Duty to notify of land contamination

18 March 2021

Victorian framework

Victoria’s new environment protection framework (Framework), under the amended Environment Protection Act 2017 (Vic) (Act), is expected to come into effect on 1 July 2021. The Framework, intended to transform Victoria’s environment protection laws and the Environment Protection Authority (EPA), adopts a preventative rather than prohibition based approach aimed at better protecting human health and the environment. Importantly, it introduces a number of key duties including the duty to notify the EPA of notifiable contamination.

What is the duty to notify?

As of 1 July 2021, the duty to notify will require a person in ”management or control” of land to notify the EPA “as soon as practicable” after they become aware of, or reasonably should have become aware of, notifiable contamination.1

The duty to notify therefore imposes a positive duty on persons who, in many instances, will not have caused or contributed to the contamination. The duty is a continuing duty, meaning that the responsibility does not shift to the EPA once notice has been given.

Are you in management or control of land?

Management or control is not defined in the Act or proposed regulations (Regulations).2 However, you will be considered to manage or control land if you can exercise power over that land. Examples of exercising power over land include:

  • Holding a legal interest in the land; or
  • Having access to the land or use of the land.

Importantly, more than one person can manage or control the same land at any time. Where there are multiple duty holders for the same land, only one duty holder is required to notify the EPA in the approved form, unless there is additional information that needs to be provided.

Are you aware or reasonably aware of notifiable contamination?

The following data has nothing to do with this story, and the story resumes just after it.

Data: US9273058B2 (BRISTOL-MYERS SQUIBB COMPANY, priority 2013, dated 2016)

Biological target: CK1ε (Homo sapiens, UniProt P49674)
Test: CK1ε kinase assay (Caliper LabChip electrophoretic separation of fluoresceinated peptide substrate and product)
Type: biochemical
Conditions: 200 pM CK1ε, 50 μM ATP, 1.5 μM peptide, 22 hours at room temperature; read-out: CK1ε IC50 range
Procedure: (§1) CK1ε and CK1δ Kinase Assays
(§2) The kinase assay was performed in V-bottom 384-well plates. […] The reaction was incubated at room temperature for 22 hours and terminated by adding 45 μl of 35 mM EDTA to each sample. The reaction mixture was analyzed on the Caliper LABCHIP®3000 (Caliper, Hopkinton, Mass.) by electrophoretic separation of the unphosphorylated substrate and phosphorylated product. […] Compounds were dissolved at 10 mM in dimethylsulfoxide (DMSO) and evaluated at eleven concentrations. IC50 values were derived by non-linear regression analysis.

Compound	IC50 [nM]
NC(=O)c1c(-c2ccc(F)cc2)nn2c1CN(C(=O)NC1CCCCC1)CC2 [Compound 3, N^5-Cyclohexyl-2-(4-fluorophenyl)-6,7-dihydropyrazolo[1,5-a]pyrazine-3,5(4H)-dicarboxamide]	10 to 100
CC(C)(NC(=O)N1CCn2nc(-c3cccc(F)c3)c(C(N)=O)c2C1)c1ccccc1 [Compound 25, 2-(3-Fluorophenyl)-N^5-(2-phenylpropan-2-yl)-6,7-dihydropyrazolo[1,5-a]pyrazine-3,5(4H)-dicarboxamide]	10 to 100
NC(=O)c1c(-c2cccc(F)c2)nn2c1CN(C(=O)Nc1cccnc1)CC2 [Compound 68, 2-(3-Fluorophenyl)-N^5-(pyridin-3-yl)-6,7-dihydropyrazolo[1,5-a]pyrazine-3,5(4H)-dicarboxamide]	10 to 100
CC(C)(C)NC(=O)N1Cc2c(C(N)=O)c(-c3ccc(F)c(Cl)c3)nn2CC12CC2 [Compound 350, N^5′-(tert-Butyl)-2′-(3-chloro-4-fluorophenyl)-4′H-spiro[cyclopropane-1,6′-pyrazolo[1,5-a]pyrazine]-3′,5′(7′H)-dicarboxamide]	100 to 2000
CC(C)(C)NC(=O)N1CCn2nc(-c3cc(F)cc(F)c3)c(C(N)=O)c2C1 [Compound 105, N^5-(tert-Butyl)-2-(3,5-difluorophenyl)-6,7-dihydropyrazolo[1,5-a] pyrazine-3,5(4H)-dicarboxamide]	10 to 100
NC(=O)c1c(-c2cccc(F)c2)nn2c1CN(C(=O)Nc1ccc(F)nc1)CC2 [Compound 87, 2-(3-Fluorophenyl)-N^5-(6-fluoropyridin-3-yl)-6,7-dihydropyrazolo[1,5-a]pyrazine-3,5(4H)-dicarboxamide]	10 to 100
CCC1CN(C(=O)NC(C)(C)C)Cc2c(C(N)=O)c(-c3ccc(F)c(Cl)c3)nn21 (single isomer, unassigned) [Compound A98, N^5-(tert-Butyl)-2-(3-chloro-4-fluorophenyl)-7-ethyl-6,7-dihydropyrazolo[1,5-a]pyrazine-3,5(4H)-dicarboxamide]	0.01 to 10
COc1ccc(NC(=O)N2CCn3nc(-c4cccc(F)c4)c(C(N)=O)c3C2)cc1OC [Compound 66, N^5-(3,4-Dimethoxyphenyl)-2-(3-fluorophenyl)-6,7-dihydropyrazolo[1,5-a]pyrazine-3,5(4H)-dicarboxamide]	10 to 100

In determining whether a person is aware of or reasonably should have been aware of notifiable contaminants on land they manage or control, regard will be given to:

  • The person’s skills, knowledge and experience;3
  • Whether the person could practically seek advice regarding the contamination;4 and
  • Any other circumstances of the contamination.5

What is considered “notifiable contamination”?

The Regulations provide that the following types of contamination will be notifiable when certain thresholds are exceeded:

  • On-site soil contamination;6
  • Soil contamination on land adjacent to a duty holder’s land;7
  • The presence of friable asbestos in or on soil;8
  • Actual or likely contamination of groundwater or surface water;9
  • Vapour intrusion;10
  • On-site retention of contaminated soil.11

The regulations also set out notifiable contamination that will be exempt from the duty to notify.

What happens if I do not notify the EPA?

The maximum penalty for contravention of the duty to notify under current penalty units are:

  • $99,120 for a corporation; and
  • $19,826 for a natural person.

What steps do I need to take?

We recommend you take the following steps to ensure compliance with the duty to notify:

  • Identify the sites for which you have management or control.  It is important to note that this will not always be clear, and you may be required to review existing contracts including leases and licenses;
  • Conduct a physical assessment of the sites that you manage or control to determine whether they may be contaminated. Be aware that contamination may be a result of current or historical uses of the sites;
  • Where assessments suggest there is contamination on the land, take steps to understand whether sites meet notification thresholds in the regulations and whether any exemptions apply. This may involve engaging a contaminated land consultant;
  • Notify the EPA in the approved form set out under the Act and provide information on your management response, or proposed management response, to the notifiable contamination; and
  • Implement a system for periodic review of the sites you manage or control, keeping in mind that the duty is a continuing duty.

HWL Ebsworth Lawyers has expertise in advising on matters regarding contaminated land. Please contact James Lofting of our Planning, Environment and Government team to discuss any aspect of the above.

This article was written by James Lofting, Partner and Laura Kenny, Law Graduate.

1.Environment Protection Amendment Act 2018 (Vic), s 40(1).
2.Environment Protection Regulations Second Exposure Draft.
3.Environment Protection Amendment Act 2018 (Vic), s 40(3)(a).
4.Environment Protection Amendment Act 2018 (Vic), s 40(3)(b).
5.Environment Protection Amendment Act 2018 (Vic), s 40(3)(c).
6.Environment Protection Regulations Second Exposure Draft, s 8(a).
7.Environment Protection Regulations Second Exposure Draft, s 8(b).
8.Environment Protection Regulations Second Exposure Draft, s 9.
9.Environment Protection Regulations Second Exposure Draft, s 10.
10.Environment Protection Regulations Second Exposure Draft, s 11.
11.Environment Protection Regulations Second Exposure Draft, s 12.

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